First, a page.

Somewhere in de the midst of the Venice labyrinth lays Palazzo Fortuny. In this Gothic building the exhibition TRA - Edge of becoming opened in June. Jordan Kelly and I accidently walked in, craving some cold prosecco and a toilet visit. How were we to know that we were going to have our best art experience in Venice?
TRA is the space (or empty space) between two dimensions that marks the moment of passage from a condition to another, a breach towards new experiences. It is the idea of border that, seen from the point of view of its surpass, becomes site of process of creative transformation. Edge of becoming relates to the void as the pregnant possibility of energy, to chaos as the state of infinite becoming, and to becoming as the movement towards a situation.
The exhibition is a journey that takes you from the East to the West and back. It is an expedition of the ancient, the old, the modern and the contemporary. The exhibition is a collaboration between Palazzo Fortuny and the Axel Vervoordt Foundation, transforming the four floors of the palazzo in a complex exhibition trail that involves the visitors in an artistic, and at the same time suggestive and profound experience, where dialogue and confrontation between the artworks and between them and space is of fundamental importance.
The largely unrestored palazzo contributes to this atmospheric encounter. Mariano Fortuny turned the building, once owned by the Pesaro family, into his own atelier of photography, stage-design, textile-design and painting at the turn of the nineteenth century. The palazzo now still retains the rooms and structures as they were created by Fortuny, as well as provides a home to his tapestries and collections.
The exhibition begins with a monumental sculpture of a “Tau­Tau” woman, a nineteenth century work from the Toraja: an ethnic group from the Celebes Island. From here you travel alongside an illusionistic light sculpture of James Turrell, towards a room where the video Staging Silence of Hans op de Beeck plays next to a still of Matthew Barney’s Cremaster V. When you continue upstairs a Mesopotamian cuneiform tablet is presented in a cabinet together with Marcel Duchamp’s Rotorelief, and further up Giovanni Anselmo, Kimsooja, Saburo Murakami, Jiro Yoshihara, Bae Bien­U are in a creative dialogue with four Môn Dvaravati statues, made between the sixth and eighth centuries.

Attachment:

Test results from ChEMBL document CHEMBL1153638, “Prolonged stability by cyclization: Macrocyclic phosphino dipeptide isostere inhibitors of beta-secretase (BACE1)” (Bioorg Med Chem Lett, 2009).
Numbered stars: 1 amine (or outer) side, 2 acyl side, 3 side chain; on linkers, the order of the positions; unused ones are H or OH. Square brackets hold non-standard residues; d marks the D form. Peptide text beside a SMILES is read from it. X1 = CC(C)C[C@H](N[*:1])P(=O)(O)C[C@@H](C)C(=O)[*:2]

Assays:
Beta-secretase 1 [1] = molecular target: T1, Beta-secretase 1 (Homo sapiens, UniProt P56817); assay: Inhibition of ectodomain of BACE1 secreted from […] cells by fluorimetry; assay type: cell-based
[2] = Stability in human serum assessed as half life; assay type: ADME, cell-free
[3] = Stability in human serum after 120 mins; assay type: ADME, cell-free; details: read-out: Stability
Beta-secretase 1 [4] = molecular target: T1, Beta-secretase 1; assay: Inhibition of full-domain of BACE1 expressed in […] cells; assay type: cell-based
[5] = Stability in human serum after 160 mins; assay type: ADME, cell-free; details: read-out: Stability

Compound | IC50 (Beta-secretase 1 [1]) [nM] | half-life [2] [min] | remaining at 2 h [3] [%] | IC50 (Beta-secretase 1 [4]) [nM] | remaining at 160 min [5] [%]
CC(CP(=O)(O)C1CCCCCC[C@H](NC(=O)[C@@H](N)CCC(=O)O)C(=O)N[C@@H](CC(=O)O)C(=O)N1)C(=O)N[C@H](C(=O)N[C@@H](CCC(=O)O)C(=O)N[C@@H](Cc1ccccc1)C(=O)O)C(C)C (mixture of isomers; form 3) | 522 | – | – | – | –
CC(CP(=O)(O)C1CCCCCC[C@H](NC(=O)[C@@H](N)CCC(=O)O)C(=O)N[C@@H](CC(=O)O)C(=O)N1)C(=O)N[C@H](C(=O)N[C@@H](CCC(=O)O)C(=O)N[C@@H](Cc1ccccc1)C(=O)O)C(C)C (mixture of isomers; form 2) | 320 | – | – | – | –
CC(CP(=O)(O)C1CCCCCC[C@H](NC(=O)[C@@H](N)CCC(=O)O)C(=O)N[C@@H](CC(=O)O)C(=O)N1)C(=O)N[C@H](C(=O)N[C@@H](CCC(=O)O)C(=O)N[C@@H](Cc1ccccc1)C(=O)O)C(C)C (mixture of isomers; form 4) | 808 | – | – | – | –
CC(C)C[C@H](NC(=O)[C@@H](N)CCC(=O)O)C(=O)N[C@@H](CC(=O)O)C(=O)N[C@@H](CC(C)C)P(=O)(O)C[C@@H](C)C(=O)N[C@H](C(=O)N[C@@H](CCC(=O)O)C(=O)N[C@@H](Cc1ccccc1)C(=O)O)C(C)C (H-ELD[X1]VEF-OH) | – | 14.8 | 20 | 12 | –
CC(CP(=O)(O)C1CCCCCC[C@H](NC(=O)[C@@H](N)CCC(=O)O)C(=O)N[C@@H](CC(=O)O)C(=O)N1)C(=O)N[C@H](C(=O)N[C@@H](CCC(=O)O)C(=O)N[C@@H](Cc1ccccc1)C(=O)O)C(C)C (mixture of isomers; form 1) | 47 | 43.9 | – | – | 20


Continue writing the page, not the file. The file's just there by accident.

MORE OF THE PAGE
How crazy or eclectic this all sounds, the exhibition will give you another perspective on art and is definitely word the trip to Venice! The show is on until November 27, 2011.

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Leviathan

Although Anish Kapoor’s Leviathan has already left the building, I couldn’t stop my self from writing about this marvelous show case at the Grand Palais. Kapoors 35 meter high structure, created for this year’s Monumenta, is made out of PVC tautly-stretched over a giant metal frame. This enormous monster fills up the whole Palais with four balloons shooting in each direction of the belle époque exhibition hall.
Kapoor created a space in a space and, while walking around it, you sympathize with the ants, now knowing how it is to be so small. Because the sculpture looks like a colossal skippy ball, it feels like it could easily trample you and swift you up in its massiveness. When inside, it seems like you’re suddenly in the four stomachs of a cow. The perfect red colour and the membrane-like surface give you a very quiet and surreal experience, where you lose all sense of the surrounding environment.


Let’s see what the next Monumenta brings us..

Fondazione Prada